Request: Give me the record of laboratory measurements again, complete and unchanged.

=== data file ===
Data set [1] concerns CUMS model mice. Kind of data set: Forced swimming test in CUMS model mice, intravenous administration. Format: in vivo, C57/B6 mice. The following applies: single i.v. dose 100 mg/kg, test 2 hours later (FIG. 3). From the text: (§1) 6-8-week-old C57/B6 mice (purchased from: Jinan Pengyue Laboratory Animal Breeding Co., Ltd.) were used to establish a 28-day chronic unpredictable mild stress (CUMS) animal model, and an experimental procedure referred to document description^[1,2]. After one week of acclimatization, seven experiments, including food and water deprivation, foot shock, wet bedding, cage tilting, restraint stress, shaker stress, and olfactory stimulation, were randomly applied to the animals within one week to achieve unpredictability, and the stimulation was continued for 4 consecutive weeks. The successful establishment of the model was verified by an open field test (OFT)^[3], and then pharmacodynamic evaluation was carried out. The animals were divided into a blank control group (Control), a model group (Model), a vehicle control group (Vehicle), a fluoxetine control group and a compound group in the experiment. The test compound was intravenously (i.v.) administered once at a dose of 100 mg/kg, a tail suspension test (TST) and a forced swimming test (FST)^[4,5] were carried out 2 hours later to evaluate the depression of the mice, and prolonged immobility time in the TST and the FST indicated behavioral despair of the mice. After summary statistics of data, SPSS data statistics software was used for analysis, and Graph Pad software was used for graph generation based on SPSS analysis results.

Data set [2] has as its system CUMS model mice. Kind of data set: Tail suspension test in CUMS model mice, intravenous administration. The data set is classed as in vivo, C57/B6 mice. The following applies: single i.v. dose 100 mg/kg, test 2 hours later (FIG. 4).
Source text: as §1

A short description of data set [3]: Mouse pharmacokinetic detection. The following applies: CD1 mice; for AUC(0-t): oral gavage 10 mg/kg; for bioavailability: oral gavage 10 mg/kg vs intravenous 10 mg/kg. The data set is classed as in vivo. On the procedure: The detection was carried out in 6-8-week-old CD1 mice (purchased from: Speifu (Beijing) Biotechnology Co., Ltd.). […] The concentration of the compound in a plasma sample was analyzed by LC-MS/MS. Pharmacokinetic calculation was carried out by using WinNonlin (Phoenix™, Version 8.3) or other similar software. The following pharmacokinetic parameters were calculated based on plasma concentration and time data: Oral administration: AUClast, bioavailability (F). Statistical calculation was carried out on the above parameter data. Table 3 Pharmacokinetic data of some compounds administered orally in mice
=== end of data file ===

Data set [1] concerns CUMS model mice. Kind of data set: Forced swimming test in CUMS model mice, intravenous administration. Format: in vivo, C57/B6 mice. The following applies: single i.v. dose 100 mg/kg, test 2 hours later (FIG. 3). From the text: (§1) 6-8-week-old C57/B6 mice (purchased from: Jinan Pengyue Laboratory Animal Breeding Co., Ltd.) were used to establish a 28-day chronic unpredictable mild stress (CUMS) animal model, and an experimental procedure referred to document description^[1,2]. After one week of acclimatization, seven experiments, including food and water deprivation, foot shock, wet bedding, cage tilting, restraint stress, shaker stress, and olfactory stimulation, were randomly applied to the animals within one week to achieve unpredictability, and the stimulation was continued for 4 consecutive weeks. The successful establishment of the model was verified by an open field test (OFT)^[3], and then pharmacodynamic evaluation was carried out. The animals were divided into a blank control group (Control), a model group (Model), a vehicle control group (Vehicle), a fluoxetine control group and a compound group in the experiment. The test compound was intravenously (i.v.) administered once at a dose of 100 mg/kg, a tail suspension test (TST) and a forced swimming test (FST)^[4,5] were carried out 2 hours later to evaluate the depression of the mice, and prolonged immobility time in the TST and the FST indicated behavioral despair of the mice. After summary statistics of data, SPSS data statistics software was used for analysis, and Graph Pad software was used for graph generation based on SPSS analysis results.

Data set [2] has as its system CUMS model mice. Kind of data set: Tail suspension test in CUMS model mice, intravenous administration. The data set is classed as in vivo, C57/B6 mice. The following applies: single i.v. dose 100 mg/kg, test 2 hours later (FIG. 4).
Source text: as §1

A short description of data set [3]: Mouse pharmacokinetic detection. The following applies: CD1 mice; for AUC(0-t): oral gavage 10 mg/kg; for bioavailability: oral gavage 10 mg/kg vs intravenous 10 mg/kg. The data set is classed as in vivo. On the procedure: The detection was carried out in 6-8-week-old CD1 mice (purchased from: Speifu (Beijing) Biotechnology Co., Ltd.). […] The concentration of the compound in a plasma sample was analyzed by LC-MS/MS. Pharmacokinetic calculation was carried out by using WinNonlin (Phoenix™, Version 8.3) or other similar software. The following pharmacokinetic parameters were calculated based on plasma concentration and time data: Oral administration: AUClast, bioavailability (F). Statistical calculation was carried out on the above parameter data. Table 3 Pharmacokinetic data of some compounds administered orally in mice